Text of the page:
Are e-Learning Professionals becoming the new "hip discounters" of the professional world?

Mar 22, 2017

I was browsing a few of the freelance sites and came across several Storyline developers offering to design and build courses for $10.00/hour, $16.00/hour, and $20.00/hour.

Am I the only one who thinks this is crazy?

Pricing is not a sustainable competitive advantage. Someone will always come along and offer their product/service for a lower price than you! I realize that a client who selects some of the “low price” developers will “learn the hard way” but what impact do you see for our industry in the long-term?

Are we destined to become the Walmart, the Target or the “hip discounters” of the professional world?


31 Replies
Richard Watson


That's a great question. I looked at those rates as well. In 2016, the average base salary (U.S.) decreased to $80,359 which was down .89% from the previous year. In the 2017 survey, the average salary was $83,139 which was up 3.46% compared to the national average of $80,359.

Note: The base salary does not include benefits such as education reimbursement or vacation for example. It also doesn't really focus on freelancer statistics which is an entirely different world.  My guess (just a guess based on the salary levels) is that most of the people surveyed work FT in corporate learning environments.

So, the question then becomes, "Do freelancers impact what corporations pay their FT employees?"  I don't think so but it will be interesting to hear what others might think about this.

According to this article,  by 2020, 40% of U.S. workforce will be independent workers. Perhaps as time passes and freelancers become a larger percentage of the workforce, it could impact the salaries companies are willing to pay their FT staff. Time will tell.

On the other side of things (e.g., freelancing FT), I once read a post by Bruce Graham that stated, the price you quote clients is a mixture of the following:

  • The value you bring to the client project
  • The local rate for your skills
  • How well you can negotiate ABOVE that rate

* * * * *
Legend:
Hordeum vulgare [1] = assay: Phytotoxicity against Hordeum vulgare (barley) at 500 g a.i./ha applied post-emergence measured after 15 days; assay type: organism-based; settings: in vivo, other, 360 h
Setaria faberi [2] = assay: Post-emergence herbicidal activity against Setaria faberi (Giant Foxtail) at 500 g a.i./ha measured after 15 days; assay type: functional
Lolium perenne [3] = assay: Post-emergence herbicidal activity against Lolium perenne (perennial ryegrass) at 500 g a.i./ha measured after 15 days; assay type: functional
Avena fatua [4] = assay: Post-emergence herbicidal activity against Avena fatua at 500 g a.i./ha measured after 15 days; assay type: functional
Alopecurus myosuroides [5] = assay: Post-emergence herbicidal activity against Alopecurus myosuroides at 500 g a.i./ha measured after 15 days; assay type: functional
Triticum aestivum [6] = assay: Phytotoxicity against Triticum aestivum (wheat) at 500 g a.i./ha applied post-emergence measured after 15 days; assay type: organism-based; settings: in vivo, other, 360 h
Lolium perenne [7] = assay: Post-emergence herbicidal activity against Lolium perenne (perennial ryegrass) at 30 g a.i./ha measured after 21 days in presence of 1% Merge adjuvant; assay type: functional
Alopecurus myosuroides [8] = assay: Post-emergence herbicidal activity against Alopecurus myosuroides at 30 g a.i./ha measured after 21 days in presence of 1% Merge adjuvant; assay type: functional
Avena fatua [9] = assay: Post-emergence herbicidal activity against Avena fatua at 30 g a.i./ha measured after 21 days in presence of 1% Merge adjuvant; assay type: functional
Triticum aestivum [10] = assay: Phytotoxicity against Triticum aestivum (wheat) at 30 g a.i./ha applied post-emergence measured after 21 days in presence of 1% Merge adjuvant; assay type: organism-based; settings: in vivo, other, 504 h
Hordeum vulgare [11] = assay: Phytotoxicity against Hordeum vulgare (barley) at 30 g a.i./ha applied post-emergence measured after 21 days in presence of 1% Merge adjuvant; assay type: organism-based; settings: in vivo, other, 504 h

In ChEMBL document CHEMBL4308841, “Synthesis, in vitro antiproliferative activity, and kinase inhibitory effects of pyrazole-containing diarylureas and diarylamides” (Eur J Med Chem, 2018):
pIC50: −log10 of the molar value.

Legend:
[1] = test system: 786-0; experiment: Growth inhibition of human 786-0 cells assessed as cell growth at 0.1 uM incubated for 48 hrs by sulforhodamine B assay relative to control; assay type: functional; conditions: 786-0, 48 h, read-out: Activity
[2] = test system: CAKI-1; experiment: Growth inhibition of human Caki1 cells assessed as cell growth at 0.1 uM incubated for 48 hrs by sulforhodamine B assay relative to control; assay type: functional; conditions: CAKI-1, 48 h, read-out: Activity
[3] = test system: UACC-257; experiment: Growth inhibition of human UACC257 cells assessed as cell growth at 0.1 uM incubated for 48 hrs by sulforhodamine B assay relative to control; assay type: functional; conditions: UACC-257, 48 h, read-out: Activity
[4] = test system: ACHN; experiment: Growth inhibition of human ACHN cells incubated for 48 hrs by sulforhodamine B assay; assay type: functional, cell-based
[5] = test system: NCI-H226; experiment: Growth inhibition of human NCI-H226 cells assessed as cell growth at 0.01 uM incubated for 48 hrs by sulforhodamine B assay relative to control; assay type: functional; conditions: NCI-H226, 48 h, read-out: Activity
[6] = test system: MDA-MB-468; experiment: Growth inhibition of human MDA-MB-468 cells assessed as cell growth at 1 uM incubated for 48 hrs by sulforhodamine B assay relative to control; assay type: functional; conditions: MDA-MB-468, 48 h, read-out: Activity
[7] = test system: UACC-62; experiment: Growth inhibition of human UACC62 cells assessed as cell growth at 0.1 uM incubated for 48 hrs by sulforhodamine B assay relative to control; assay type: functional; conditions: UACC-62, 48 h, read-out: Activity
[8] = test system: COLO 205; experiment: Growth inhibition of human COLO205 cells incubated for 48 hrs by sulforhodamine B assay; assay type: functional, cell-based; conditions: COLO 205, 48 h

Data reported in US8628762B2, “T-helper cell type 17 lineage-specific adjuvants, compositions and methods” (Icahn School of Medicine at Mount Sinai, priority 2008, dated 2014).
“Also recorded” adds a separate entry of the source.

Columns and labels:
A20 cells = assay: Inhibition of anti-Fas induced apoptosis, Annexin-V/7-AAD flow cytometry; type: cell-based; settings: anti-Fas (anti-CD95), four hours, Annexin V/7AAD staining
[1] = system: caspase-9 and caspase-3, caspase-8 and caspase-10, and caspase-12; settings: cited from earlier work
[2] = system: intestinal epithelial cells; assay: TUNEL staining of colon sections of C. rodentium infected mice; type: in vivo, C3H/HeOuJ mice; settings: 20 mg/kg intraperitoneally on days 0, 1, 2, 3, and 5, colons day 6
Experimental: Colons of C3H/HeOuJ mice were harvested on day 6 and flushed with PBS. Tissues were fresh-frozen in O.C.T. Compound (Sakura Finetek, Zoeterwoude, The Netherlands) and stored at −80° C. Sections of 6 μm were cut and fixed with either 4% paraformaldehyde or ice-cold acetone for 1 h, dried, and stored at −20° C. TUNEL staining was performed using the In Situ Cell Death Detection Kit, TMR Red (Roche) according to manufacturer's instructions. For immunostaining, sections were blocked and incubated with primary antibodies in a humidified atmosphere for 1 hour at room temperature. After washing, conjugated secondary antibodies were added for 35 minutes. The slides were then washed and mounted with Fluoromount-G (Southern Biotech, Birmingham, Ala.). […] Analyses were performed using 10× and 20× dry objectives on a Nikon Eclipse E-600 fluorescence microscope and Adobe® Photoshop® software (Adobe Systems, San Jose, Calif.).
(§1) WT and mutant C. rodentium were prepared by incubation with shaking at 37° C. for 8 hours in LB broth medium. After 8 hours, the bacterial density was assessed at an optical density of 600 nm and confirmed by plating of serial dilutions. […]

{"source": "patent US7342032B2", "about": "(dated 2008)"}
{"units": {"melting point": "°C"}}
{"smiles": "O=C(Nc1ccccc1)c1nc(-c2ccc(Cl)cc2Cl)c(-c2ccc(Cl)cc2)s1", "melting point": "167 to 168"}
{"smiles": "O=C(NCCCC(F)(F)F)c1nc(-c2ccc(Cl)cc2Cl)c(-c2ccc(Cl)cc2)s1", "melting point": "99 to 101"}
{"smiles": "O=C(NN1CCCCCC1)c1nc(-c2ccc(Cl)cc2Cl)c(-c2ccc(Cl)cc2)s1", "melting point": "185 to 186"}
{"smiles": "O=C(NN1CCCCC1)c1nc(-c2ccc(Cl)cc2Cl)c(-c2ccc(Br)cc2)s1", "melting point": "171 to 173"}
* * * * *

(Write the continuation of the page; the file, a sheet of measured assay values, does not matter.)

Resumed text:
• How large their budget is
  • Your skills

In the end, it comes down to your ability to scope the project correctly. If you get that wrong, as they say, the hourly rate is pretty much useless.




Kevin Thorn

Late to the conversation, but in the end it's also about the relationship. Sometimes coming in low or negotiating a lesser fee for the same output results in higher value with return business. 

I've invested a LOT of unpaid time for new client relationships. They don't know what they don't know. So, I can either stand firm and lose a potential great client or I can negotiate within their budget knowing I'm going to invest a lot of unpaid time to 'educate' them on the process.

If you're hiring a Storyline developer to develop, then don't expect them to be instructional designers. If you're hiring an instructional designer who has decent Storyline skills, don't expect them to be graphic designers. 

Know what your project is and the skills you need to make it happen. If you don't want multiple freelancers/contractors to various bits for the project, then expect to pay a premium for one shop that has all the skills you need...including good business acumen.

Alexandros Anoyatis

For all the legitimate points raised above, I can't help but wonder whether e-learning is going through a paradigm shift.

Content, regardless of type, used to be a paid commodity. But these days everyone's is effectively a producer. This makes it harder not just for a vendor to sell, but for a lead to invest in the first place.

Some time, in the not too distant future, I see Articulate 360 being freely available for all, with a "compulsory" ad viewer timeline widget feature, and a "made with articulate 360" splash screen.


Richard Watson


Very interesting perspective.

I read somewhere that every minute over 300 hours of content is uploaded to YouTube and on Instagram, users post more than 80 million photos every day. When you combine that with millions of blog posts going live on a daily basis, you can see the challenges we face.  In order to stand out in this avalanche of information, I think we still must do the following:

  • Identify where our competitors fall short and fill those gaps
  • Build rapport with our clients early on
  • Understand their industry; show how your services fit in and complement theirs
  • Be authentic
  • Be consistent with customer service
    As the saying goes, "You are only as good as your last interaction/transaction with the client."

As far as Articulate 360 being freely available for we get to opt in to the type of advertisements we want to see? :)





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